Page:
Statistics Korea forecasts that the number of single households will exceed five million this year, or 27.1 percent of all households, up from 23.6 percent, or 4.14 million, in 2010.

These days, one out of four households are single-person homes, which has brought in big changes to the retail market.

Large holiday gifts are now seen as outdated and have been replaced with various small packaged gift sets targeted at single- or two-person households.

For example, Shinsegae Department Store launched a package of two bunches of dried fish for this Lunar New Year.

The fish, which have been deboned for consumers’ convenience, are popular among single households.

The numbers of canned foods and instant meals, which can be stored for a longer period of time and are easy to cook, have also noticeably increased.

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At Homeplus, a local large discount store chain, these types of canned and instant foods have grown five-fold to 326 from 65.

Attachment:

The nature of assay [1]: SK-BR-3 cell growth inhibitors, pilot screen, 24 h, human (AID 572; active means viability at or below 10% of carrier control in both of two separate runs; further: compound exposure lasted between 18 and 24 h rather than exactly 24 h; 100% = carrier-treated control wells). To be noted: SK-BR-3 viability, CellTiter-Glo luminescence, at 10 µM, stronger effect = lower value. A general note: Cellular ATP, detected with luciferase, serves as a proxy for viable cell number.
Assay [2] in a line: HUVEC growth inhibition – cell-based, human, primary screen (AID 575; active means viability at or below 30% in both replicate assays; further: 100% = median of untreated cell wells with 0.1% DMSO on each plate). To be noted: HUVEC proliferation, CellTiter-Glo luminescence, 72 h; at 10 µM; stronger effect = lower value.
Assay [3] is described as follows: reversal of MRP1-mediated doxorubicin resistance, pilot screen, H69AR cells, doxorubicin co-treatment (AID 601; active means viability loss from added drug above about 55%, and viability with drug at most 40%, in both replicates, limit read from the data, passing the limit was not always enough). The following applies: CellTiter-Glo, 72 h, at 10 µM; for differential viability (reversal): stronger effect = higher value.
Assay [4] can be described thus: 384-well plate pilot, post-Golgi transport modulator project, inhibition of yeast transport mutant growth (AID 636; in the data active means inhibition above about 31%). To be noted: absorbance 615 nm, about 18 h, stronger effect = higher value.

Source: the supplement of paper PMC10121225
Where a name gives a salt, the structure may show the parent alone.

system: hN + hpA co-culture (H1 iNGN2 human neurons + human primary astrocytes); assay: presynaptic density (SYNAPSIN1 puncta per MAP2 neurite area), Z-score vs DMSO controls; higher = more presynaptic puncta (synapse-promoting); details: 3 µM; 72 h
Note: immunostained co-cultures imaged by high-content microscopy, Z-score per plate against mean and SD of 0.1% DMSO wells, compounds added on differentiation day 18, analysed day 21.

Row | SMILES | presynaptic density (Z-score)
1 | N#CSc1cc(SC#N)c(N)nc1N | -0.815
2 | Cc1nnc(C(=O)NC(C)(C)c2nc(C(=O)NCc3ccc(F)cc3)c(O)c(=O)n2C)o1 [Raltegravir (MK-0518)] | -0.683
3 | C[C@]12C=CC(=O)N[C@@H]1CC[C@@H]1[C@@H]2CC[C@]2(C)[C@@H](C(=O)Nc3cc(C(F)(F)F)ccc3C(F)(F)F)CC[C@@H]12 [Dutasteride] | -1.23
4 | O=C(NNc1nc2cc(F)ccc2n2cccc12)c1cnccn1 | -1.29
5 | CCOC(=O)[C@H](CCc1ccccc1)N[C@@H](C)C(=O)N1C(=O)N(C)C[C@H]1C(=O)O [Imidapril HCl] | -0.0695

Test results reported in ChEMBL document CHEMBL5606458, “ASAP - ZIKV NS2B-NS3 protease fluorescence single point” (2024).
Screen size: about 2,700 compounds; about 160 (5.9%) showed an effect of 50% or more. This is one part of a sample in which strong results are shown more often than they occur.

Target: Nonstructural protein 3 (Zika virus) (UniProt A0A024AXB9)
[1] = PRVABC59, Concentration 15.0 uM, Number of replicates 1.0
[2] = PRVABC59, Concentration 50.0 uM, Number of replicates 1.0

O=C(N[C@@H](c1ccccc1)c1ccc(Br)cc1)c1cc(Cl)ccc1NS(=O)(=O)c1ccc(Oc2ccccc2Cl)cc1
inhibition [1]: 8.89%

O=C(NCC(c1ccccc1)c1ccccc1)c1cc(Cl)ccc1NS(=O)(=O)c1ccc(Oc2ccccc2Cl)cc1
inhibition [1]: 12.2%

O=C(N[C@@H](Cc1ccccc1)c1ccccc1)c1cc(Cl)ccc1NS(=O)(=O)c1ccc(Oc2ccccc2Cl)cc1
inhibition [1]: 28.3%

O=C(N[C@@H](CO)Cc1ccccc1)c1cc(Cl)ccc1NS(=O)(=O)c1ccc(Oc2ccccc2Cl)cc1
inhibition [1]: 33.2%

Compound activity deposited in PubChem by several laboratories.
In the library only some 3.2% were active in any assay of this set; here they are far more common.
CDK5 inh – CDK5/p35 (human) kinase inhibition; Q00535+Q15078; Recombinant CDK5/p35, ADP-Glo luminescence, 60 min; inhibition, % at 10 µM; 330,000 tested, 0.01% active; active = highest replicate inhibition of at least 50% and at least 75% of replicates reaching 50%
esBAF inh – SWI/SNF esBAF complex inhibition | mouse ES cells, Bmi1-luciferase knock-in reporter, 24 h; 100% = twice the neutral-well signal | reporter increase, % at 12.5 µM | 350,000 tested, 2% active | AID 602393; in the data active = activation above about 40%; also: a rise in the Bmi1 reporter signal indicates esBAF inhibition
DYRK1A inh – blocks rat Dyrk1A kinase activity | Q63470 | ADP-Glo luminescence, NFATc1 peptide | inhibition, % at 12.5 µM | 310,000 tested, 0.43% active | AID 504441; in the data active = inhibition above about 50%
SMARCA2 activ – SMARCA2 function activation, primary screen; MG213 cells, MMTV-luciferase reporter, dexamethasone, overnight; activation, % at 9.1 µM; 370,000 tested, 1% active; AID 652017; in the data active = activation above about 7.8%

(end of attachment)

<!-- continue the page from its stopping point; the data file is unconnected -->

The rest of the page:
The store now also has 325 kinds of seasonings.

These products are growing in popularity among single households who tend to enjoy trying out a variety of flavors little by little.


Luxury desserts proliferate

Just like the last few year, colorful dessert gift sets are very prominent in catalogues promoting New Year gift sets in 2015 with cookies, chocolates, macaroons and puddings particular standing out.

Due to the prolonged economic downturn, these edible gifts are reflecting the interest in consuming small luxuries as a replacement for expensive designer handbags or watches.

Recently, the Federation of Korean Industries analyzed 600 companies by revenue and found that corporate sentiment has been negative for 10 consecutive months. The amount of household debt has also now exceeded 1,100 trillion won.